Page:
Why it’s time to start appreciating anti-heroines

Penny Dreadful, anti heroines, kettle mag
Written by Zoe Little

If the past year (let alone the past few centuries) has taught us anything, it is that men are in a position of undoubtable power over women. It is outdated, it is archaic, and it makes for a world full of anger and hostility.

The perception that men and women cannot live together in an equilibrium of equality is a puerile notion, put forward by patriarchal ideologies feigned to keep a glass ceiling over the heads of the female gender– as well as many other groups of people too. It’s not surprising, nor is it anything new, despite the leaps forward society has taken to achieve, or at least highlight the importance of, equality. And so why are the arts, arguably the most liberal and progressive industry there is, still oppressive of women, and in particular one female archetype almost above all else: the anti-heroine?

The anti-heroine

The anti-heroine is far from the top of the list when it comes to discriminated women in fiction. It is imperative that we have more leading ladies who are of different cultures, ethnicities, sexuality and gender, along women who are simply more than the prize to be kissed by the hero. However, the lack of appreciation for female antagonists is still an issue which needs to be broached. Whilst the film industry remains as hypocritical and two-faced as it ever was (looking at you, Hollywood), the literary canon must also be held accountable for the treatment of such an archetype. 

Women of villainous means have always lurked within the literary canon, but they so often act as a springboard within a text to pivot the story forward, whereas anti-heroes or male villains are of the most importance within a story. The best example of this is Shakespeare’s ‘Macbeth’. Within this play we have an eponymous anti-hero, a soldier of honour in the initial scenes; a man with the potential to become great and celebrated on his military prowess alone, who falls into a chasm of greed and paranoid vanity. It is of course the act of women which pushes him off the precipice of pride and down into the much more exciting chasm of tyranny, perhaps like Eve enticing Adam with forbidden fruit. It is a notion as old as Genesis, and yet what do these women get from this story? Nothing. 

Lady Macbeth

It is witches who plant the seed into Macbeth’s head, but it is his wife, Lady Macbeth, arguably the most important and fascinating character within the play, who puppeteers him into regicide. Lady Macbeth and the witches do the most important thing within this tragedy, and that is set the sequence of events in motion. Without Lady Macbeth’s ambition, what we have are hours of Macbeth skulking around a castle, discontent with his social position but without the gall to do anything about it. If this play is to be celebrated, it is down the enigmatic Lady Macbeth that it is. But unfortunately, she is not appreciated for being such an integral part of the foundations, but rather dispensed of and forced to suffer a fate which jars with her character.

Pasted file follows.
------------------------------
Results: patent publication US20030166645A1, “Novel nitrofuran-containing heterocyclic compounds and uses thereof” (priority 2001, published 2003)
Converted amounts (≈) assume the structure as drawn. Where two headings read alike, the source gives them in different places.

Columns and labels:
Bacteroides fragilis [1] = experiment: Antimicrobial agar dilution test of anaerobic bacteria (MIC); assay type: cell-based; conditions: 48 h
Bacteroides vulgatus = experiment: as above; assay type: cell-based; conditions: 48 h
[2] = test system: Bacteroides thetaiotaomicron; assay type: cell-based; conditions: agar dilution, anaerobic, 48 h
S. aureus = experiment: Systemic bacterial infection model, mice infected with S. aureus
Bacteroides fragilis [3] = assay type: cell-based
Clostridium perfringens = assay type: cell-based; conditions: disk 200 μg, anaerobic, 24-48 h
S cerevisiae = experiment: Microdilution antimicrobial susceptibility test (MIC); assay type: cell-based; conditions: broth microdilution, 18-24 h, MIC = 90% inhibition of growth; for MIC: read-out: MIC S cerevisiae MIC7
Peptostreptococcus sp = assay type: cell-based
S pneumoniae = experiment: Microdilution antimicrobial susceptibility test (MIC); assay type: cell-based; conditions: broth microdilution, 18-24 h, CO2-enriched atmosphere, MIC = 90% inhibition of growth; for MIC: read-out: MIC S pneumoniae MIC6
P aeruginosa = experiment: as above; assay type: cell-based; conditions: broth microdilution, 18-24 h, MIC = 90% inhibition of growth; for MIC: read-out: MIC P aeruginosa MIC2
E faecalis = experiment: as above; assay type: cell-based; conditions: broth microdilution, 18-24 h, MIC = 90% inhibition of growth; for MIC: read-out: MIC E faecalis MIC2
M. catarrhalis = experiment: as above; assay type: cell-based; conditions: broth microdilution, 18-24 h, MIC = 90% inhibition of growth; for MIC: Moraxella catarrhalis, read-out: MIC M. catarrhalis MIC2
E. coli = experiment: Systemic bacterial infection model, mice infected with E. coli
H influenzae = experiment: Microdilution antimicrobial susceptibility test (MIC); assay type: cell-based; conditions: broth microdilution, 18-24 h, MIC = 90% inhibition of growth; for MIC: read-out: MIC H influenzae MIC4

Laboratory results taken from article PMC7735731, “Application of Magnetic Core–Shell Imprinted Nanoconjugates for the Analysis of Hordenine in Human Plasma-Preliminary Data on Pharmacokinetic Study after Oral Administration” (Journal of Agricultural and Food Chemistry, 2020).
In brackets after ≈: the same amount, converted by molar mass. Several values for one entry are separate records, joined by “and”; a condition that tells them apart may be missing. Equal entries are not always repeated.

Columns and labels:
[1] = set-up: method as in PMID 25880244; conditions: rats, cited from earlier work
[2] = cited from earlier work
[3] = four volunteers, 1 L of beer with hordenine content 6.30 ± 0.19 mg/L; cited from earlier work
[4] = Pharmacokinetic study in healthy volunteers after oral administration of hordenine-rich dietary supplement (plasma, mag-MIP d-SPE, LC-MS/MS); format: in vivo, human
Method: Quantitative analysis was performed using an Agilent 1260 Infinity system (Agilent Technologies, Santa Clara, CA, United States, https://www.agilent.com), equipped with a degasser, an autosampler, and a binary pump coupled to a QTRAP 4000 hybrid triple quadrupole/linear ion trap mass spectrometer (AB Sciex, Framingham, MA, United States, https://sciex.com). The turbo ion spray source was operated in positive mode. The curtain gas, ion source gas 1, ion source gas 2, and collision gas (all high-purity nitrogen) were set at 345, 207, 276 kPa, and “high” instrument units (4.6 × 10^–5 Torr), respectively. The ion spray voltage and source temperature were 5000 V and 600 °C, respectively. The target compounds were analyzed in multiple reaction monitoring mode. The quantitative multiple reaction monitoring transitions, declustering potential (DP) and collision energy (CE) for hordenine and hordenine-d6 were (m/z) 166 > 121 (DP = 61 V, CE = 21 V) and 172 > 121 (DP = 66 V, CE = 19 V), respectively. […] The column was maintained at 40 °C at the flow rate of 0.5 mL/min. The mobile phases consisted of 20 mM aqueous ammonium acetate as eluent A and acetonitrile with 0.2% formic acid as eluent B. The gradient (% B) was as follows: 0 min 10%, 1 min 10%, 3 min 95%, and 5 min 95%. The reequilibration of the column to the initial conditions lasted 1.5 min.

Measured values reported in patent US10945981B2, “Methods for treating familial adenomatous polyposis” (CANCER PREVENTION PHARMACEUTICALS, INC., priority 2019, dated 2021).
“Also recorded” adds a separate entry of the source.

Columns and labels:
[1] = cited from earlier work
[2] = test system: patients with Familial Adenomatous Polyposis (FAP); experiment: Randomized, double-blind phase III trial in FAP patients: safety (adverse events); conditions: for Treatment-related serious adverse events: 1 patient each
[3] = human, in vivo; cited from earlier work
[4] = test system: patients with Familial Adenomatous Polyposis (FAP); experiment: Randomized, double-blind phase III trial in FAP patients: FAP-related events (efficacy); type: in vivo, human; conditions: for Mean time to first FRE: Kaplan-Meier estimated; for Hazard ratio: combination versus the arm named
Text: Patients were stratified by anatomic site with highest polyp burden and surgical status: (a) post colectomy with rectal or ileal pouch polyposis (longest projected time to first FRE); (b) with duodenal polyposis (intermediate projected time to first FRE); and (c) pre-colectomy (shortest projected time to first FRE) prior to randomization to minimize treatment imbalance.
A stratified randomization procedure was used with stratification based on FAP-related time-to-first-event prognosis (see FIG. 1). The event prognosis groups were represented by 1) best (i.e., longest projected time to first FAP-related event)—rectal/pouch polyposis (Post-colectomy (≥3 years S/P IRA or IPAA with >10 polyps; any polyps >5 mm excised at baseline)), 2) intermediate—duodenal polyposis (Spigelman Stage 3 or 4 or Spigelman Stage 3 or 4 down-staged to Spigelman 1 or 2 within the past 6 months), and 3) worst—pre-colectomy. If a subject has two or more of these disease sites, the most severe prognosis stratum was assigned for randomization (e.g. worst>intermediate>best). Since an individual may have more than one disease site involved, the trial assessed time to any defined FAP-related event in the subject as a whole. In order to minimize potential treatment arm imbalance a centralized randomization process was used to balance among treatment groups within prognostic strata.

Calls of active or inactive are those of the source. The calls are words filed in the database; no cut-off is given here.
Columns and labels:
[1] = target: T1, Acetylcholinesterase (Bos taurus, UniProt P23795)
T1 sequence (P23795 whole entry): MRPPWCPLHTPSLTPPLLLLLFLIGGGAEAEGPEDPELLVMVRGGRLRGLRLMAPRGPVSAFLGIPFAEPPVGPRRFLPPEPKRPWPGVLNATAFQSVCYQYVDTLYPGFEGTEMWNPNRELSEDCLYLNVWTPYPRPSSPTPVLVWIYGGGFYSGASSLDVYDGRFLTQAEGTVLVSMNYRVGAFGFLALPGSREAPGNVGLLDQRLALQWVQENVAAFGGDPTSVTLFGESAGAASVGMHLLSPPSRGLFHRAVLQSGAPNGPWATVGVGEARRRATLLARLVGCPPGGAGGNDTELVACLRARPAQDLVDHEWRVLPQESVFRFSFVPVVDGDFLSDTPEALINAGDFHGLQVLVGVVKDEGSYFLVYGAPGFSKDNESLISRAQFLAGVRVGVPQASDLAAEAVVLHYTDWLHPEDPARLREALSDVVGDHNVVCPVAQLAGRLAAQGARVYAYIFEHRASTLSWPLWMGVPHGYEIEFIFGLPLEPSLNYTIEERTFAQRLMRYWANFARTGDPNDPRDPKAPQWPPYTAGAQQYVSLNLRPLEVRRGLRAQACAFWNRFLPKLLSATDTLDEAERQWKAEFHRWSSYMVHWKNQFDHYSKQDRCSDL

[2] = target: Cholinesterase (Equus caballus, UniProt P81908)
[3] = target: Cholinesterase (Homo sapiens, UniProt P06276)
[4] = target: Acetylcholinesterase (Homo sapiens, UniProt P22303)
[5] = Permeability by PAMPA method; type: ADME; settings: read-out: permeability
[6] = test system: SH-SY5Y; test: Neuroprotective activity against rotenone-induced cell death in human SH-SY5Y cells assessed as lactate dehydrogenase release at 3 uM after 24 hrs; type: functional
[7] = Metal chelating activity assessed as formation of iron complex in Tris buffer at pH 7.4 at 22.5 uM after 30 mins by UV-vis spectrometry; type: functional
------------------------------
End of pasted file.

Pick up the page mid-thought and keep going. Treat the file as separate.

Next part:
Morgana le Fay

Similarly, we have Morgana le Fay from the King Arthur legend. Within the legend, Morgana becomes a wicked temptress: the nemesis of her half-brother Arthur and his beloved Guinevere. Whilst Guinevere has become an epithet of womanly grace, regardless of her affair with Lancelot, Morgana is the vile, darkly sensuous witch with sociopathic tendencies. It is a classic case of the virgin-whore binary, in which a woman is either the domesticated princess or the licentious bitch with an agenda, and as with Lady Macbeth, it is the latter which excites the story.  However she is not an outright villain, nor is Lady Macbeth: in an age in which we have rooted for the death of Joffrey Baratheon in ‘Game of Thrones’, can we even consider fictional regicide a true cause to brand a character villain? And unlike most villains, Morgana has her moment of repentance at the end of ‘Le Morte d’Arthur’, in which she holds the wounded Arthur, referring to him as ‘dear brother’. So she is not a villain, but an anti-heroine, akin to Circe from Homer’s ‘Odyssey’, or Medea.  Yet she is rarely presented as an appreciated figure from the legend, despite being such a driving force throughout it.

Kettle Winter magazine

Nevertheless, there are exceptions to this, in which the anti-heroine of the story takes on an eponymous role. Daphne du Maurier’s 1939 novel ‘Rebecca’ is one of the stars of the female gothic genre, featuring a femme fatale-style character who seamlessly haunts a plot without making a single physical appearance. Although the novel could be critiqued as two women being pitted against each other, or more specifically, a woman who feels inadequate because of the memory of another woman, this is merely the surface of the plot– to say it is only that is to forgo the complexities which make this novel about the power of women. Not only is the text pivoted by the memory of an anti-heroine of such presence that she need not appear physically to become such a renowned character, but we have a heroine who, despite her conflict with Rebecca, learns much about independence and self-worth from her. 

And so, anti-heroines are so much more than the ‘bitches’ of a text, and yet they are suppressed, reduced to shoddy character development and grizzly ends which verge on unnecessary. They are women who still are neglected in literature and film today, with exceptions such as ‘Penny Dreadful’, ‘Game of Thrones’ and Disney’s ‘Maleficent’, but it begs the question why, when society is crying out for independent and complex female characters, are they still passed off as the nasty ‘other woman’ who’ll get what’s coming to them? And why, when we think of anti-heroines, do no modern characters from literature spring to mind?